A developing country dubbed one of the most vulnerable to climate change has confirmed controversial plans for more coal-fired power stations.
The president of the Philippines has told the BBC the new coal plants are needed to meet demands for energy.
This comes despite environmental groups and some leading Filipino politicians arguing that coal is one of the biggest contributors to global warming.
Coal emits more greenhouse gas than any other fossil fuel.
And climate scientists have long concluded that burning more coal will undermine efforts to limit the rise in temperatures.
But many developing countries, facing rapid increases in population and surging economic growth, see coal as a relatively cheap option, which is why the Philippines is planning a total of 23 new coal plants.
China, India and other fast-growing Asian economies also have plans for hundreds of new coal power stations.
The dilemma of how developing countries should generate electricity – and whether they should follow the path of the nations which industrialised first and became rich using coal – will loom large at the UN summit on climate change in Paris starting next week.
For the Philippines, coal currently generates about 42% of the country’s electricity, with the rest coming from locally-sourced natural gas and renewables, but coal’s share could potentially rise to about 70% in a few decades, according to some projections.
Speaking to the BBC, President Benigno Aquino said that reducing the use of coal in favour of gas, a popular choice for many, was not an option because of a lack of gas-importing facilities.
And he said that while the Philippines had increased the share of renewables, costs had limited their appeal until recently.
With solar, he said, “the price was considered too high so that it would bring up all of the electricity rates which would make us not competitive and will hamper the growth.”
His concern is that higher power prices would “raise a hue and cry from our people about very high electricity rates which are at points in time the highest in the region”.
The costs of solar had now fallen, Mr Aquino said, but that still left the problem of the intermittent nature of renewables, which he then chose to spell out.
“For instance, if we go to wind, are the wind turbines really working or not? Solar will get affected by cloudy conditions like this.”
He was speaking under the dark clouds of Typhoon Koppu, known as Lando in the Philippines, which struck last month killing dozens of people and causing widespread flooding.
The president added: “Wave action is not yet developed sufficiently to be viable for the product mix.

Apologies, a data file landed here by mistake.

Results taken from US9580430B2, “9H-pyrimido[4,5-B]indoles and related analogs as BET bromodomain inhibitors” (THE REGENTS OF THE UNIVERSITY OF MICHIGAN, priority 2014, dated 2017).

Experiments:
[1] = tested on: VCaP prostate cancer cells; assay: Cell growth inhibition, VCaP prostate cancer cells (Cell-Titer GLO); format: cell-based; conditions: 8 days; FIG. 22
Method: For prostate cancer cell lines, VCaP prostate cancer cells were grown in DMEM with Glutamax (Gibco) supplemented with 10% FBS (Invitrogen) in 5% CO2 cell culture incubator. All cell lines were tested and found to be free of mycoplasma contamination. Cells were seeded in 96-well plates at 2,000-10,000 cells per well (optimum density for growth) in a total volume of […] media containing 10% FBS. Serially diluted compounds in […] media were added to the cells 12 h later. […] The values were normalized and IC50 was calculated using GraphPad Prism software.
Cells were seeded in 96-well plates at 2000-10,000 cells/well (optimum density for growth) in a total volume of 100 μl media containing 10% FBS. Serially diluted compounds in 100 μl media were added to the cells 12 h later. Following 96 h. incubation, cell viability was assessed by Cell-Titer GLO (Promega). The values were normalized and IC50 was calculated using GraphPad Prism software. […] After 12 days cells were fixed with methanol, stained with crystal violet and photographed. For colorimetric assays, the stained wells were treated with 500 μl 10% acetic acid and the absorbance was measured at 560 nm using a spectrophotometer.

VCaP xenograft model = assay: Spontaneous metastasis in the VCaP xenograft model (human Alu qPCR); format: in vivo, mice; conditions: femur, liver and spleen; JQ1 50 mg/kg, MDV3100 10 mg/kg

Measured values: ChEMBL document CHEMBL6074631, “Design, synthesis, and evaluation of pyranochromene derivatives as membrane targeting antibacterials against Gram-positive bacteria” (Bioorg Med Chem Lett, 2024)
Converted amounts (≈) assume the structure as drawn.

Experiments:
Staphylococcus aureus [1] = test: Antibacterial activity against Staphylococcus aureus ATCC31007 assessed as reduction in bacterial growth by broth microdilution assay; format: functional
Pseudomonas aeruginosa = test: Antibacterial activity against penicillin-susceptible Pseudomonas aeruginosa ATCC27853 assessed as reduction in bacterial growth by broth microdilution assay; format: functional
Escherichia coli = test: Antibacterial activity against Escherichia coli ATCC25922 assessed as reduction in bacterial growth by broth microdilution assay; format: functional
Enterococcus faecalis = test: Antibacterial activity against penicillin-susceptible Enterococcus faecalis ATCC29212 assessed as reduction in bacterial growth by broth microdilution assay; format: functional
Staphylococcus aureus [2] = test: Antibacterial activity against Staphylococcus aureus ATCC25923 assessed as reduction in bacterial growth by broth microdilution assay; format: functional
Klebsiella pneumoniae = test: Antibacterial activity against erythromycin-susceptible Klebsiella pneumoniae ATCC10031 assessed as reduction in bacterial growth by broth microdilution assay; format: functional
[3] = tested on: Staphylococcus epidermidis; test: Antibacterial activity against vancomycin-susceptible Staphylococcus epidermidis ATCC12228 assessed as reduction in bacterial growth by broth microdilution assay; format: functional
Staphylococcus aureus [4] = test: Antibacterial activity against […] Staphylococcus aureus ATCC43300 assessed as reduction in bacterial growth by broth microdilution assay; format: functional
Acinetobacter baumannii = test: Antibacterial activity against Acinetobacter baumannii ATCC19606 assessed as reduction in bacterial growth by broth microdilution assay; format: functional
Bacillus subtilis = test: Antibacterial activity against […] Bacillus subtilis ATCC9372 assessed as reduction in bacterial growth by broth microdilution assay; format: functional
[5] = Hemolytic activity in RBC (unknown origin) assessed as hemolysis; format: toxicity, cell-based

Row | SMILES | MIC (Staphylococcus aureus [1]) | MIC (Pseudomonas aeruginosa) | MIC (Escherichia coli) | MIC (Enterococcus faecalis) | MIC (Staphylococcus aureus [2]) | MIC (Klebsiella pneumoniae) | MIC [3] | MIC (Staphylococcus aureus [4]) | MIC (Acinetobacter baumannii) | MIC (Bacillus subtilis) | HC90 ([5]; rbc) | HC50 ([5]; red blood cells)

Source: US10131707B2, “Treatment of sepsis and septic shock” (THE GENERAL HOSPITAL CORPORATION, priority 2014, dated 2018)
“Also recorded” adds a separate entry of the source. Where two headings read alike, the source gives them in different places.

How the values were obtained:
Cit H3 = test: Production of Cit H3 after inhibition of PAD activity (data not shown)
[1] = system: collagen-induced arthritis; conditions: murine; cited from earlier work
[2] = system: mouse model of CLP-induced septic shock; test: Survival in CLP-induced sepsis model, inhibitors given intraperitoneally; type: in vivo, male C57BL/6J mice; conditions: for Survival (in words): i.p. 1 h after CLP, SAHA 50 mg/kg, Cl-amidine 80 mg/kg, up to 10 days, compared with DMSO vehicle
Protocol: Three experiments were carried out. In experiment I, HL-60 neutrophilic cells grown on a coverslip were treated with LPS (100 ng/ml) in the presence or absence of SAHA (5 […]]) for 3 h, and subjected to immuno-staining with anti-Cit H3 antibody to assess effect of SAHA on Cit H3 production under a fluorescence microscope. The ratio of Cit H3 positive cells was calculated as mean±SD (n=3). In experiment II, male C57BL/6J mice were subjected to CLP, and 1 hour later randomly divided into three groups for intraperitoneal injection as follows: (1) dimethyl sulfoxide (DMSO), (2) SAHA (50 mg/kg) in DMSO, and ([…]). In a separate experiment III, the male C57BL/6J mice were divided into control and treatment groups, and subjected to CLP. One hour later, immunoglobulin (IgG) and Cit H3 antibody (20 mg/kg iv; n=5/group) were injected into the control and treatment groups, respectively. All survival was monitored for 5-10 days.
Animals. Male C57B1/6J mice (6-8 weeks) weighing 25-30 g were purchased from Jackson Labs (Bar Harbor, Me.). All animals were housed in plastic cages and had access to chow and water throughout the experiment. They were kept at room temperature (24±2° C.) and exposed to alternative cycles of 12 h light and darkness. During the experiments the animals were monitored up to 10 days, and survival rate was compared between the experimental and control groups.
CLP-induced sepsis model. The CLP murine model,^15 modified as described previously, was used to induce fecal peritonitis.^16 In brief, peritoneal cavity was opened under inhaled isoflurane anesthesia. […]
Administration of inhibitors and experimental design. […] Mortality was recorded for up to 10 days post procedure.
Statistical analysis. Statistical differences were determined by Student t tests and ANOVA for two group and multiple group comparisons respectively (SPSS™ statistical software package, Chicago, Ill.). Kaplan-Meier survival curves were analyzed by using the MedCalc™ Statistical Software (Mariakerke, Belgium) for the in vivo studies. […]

“So what we’re trying to do is ensure that we have the most modern coal plants that are in existence.”
The push for more coal, in the face of strenuous objections, has dismayed many leading figures who say that there are many less-polluting alternatives.
Senator Loren Legarda, who chairs the country’s Senate Finance Committee and has pushed through new legislation on climate change and energy, told me that “doing coal is a crime”.
“It’s a crime against humanity, it’s just bad. It pollutes the already vulnerable environment, and coal kills – it kills our air, it kills our biodiversity.
“Coal is never an option, coal is not cheap. We must put in the negative effect of the health of the people, the negative effect on biodiversity, the bad effect on the environment , the bad effect on business.”
Senator Legarda does not advocate closing down existing coal-burning power stations but says the global trend is to move away from coal and that her country should be part of that movement, particularly since its 98 million people are particularly vulnerable to a potential scenario of higher temperatures and more violent typhoons.
“Europe is downscaling on coal, many countries are downscaling on coal so why are we approving coal? It does not make sense. We are victims of climate change and we want to exacerbate it? We want to worsen the situation by doing more coal? It does not make sense.”
Meanwhile, amid the debate over energy in the Philippines, there are efforts to help people cope with the kind of future disasters that may become more intense with climate change.
The charity Save the Children is providing advice to schools on how to teach children to be more aware of the possible dangers.
At the school in the village of San Augustin, in the flood-prone province of Bulacan on the central island of Luzon, pupils are given regular training drills in how to stay safe in situations such as flash floods.
According to one of the charity’s organizers, Lourdes Pambid: “People are really getting to see the effects of these changes in the climate and they’re also paying attention to these things.”
She said the worry was that the next generation would grow up into a very different world.
“For children, it’s losing their homes and even the type of their livelihoods.
“In Bulacan, it used to be a farming area and then the floods came in and some have shifted to fish farming but then conditions became worse and they had to give that up, they had to leave fishing.
“It could get worse if nobody does anything to address this situation so that’s why the kids, the local government units, the government officials should be doing something about it.”